Darlene K. Flaming
A native of Tulsa, Oklahoma, I began my post-secondary education at Oklahoma Baptist University, intent on majoring in religion so that I could be a missionary. This career path was influenced by a limited understanding of how God could use women. Through the influence of a woman religion professor and work at a statewide Baptist camp, I discovered wider options open to women in God's service. I found that my gifts were in the areas of academics and teaching. I graduated from OBU with a Bachelor of Humanities degree with emphases in Religion, History, and Psychology.
After college, I served as a Journeyman through the Southern Baptist Convention’s Foreign Mission Board. Living in French Guiana for two years, I taught a single high school missionary kid, shepherded an English-speaking congregation, and directed a Bible correspondence course. On my return to the States, I went to The Southern Baptist Theological Seminary in Louisville, Kentucky, for the Master of Divinity degree. While at Southern, I gained other ministry experience, serving as a hospital chaplain and as an associate pastor of an inner-city church.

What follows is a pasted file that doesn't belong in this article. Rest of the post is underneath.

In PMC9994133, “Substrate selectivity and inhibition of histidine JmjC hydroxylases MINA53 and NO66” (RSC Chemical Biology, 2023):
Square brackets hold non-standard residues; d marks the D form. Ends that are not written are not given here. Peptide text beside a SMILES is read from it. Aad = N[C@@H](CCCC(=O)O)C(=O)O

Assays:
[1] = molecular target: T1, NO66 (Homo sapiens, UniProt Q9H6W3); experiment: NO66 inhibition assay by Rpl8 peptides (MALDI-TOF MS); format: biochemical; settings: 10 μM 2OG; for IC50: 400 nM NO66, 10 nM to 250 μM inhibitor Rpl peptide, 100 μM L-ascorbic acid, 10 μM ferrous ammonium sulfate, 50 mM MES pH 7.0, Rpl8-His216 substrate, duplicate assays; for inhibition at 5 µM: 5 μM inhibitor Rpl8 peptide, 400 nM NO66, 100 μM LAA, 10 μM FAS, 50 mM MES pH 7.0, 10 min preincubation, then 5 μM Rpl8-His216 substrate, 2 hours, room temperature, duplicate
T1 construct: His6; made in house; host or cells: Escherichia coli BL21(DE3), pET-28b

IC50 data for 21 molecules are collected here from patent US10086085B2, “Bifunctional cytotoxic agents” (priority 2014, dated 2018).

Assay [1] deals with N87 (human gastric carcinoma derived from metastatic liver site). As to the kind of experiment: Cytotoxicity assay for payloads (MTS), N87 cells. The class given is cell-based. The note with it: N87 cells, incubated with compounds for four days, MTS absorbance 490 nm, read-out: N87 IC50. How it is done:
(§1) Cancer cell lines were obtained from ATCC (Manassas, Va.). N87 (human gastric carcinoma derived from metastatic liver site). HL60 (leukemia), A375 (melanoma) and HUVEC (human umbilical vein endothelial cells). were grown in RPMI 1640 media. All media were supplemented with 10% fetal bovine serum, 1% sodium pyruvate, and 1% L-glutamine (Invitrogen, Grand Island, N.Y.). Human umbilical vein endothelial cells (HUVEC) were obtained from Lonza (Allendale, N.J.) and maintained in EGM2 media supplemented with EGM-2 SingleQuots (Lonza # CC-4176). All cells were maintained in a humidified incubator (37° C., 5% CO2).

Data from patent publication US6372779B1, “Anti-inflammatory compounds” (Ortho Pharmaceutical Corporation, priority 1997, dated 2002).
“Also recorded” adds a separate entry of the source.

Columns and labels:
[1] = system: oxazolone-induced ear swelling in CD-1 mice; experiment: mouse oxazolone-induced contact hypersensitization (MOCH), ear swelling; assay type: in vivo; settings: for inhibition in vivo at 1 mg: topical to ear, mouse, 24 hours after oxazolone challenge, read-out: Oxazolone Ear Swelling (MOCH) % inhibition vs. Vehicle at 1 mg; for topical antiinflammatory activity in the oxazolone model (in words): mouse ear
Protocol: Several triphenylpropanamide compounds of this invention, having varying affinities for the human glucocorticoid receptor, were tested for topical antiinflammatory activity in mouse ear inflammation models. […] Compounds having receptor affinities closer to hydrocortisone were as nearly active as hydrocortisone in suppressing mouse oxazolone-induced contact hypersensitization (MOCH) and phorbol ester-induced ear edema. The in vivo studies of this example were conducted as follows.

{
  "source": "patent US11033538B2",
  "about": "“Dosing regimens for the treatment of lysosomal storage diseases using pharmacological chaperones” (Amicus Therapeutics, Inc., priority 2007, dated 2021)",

After seminary, I earned the Ph.D. in the History of Christianity from the University of Notre Dame. I focused on the periods of the Early Church and the Reformation. My dissertation is on John Calvin's uses of the Apostolic Church. I am fascinated by the ways in which we read church history through the lenses of our contemporary situations.
I began teaching in the Christianity Department at Mercer University in the Fall of 1998. I regularly teach the Old and New Testament Introduction courses, the History of Christianity, and Christianity in America. I have also taught a Women and Christianity course, the Baptist Tradition, and Gendered Lives.